Rev. Christopher Ferguson, representative of the World Council of Churches to the United Nations, denounced that "the international community has failed and continues to fail to stand with the Palestinian people in Gaza, the West Bank and East Jerusalem and worldwide in ending the brutal military occupation, ongoing dispossession and securing the right to return".

After Annapolis, Christian leaders entertain hope, with provisos

"So far is just a signature, now they have to walk the talk", says Munib Younan, the bishop of the Evangelical Lutheran Church in Jordan and the Holy Land, commenting on the results of the Annapolis Middle East conference hosted by the US administration on 27 November. Cautiously optimistic, he adds: "I do hope this is a serious attempt to achieve a lasting peace."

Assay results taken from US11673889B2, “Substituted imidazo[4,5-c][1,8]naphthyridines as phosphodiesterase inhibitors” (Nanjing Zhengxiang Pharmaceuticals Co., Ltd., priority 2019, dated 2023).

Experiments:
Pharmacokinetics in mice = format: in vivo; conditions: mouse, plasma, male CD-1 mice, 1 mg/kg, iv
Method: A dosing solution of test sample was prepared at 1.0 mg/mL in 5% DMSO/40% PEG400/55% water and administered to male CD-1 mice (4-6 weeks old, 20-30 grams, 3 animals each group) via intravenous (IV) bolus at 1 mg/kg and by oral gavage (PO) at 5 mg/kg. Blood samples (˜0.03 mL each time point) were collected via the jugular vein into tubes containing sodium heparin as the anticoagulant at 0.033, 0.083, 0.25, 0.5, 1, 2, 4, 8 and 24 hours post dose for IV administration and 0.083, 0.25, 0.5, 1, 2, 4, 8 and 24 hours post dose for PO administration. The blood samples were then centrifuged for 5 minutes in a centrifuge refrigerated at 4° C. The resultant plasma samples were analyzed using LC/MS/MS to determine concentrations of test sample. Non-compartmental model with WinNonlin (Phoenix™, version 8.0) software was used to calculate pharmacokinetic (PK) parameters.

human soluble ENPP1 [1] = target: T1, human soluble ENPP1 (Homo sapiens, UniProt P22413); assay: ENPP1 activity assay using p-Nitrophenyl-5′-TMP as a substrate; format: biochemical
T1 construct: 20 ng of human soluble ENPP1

Nigerian Methodist leader heads inter-church group charged with re-envisioning a "polycentric" ecumenical movement

Methodist archbishop Michael Kehinde Stephen of Nigeria has been chosen to moderate the Continuation Committee on Ecumenism in the 21st Century, a group assigned to monitor and encourage initiatives in the global quest for Christian unity. He was affirmed by consensus of the fourteen members attending the committee's first meeting during the week of 18-20 November in Bossey, Switzerland.

Canadian theologian Gibaut to lead Faith and Order

Rev. Canon Dr John Saint Helier Gibaut, from the Anglican Church of Canada, will head the World Council of Churches (WCC) Commission on Faith and Order as of January 2008.

WCC welcomes Annapolis meeting, suggests criteria for success

Good faith, multilateral participation and adherence to the rule of law are essential if the Annapolis Middle East Conference starting Tuesday, 27 November, is to be a success, WCC general secretary Samuel Kobia writes to Condoleezza Rice, Ehud Olmert and Mahmoud Abbas.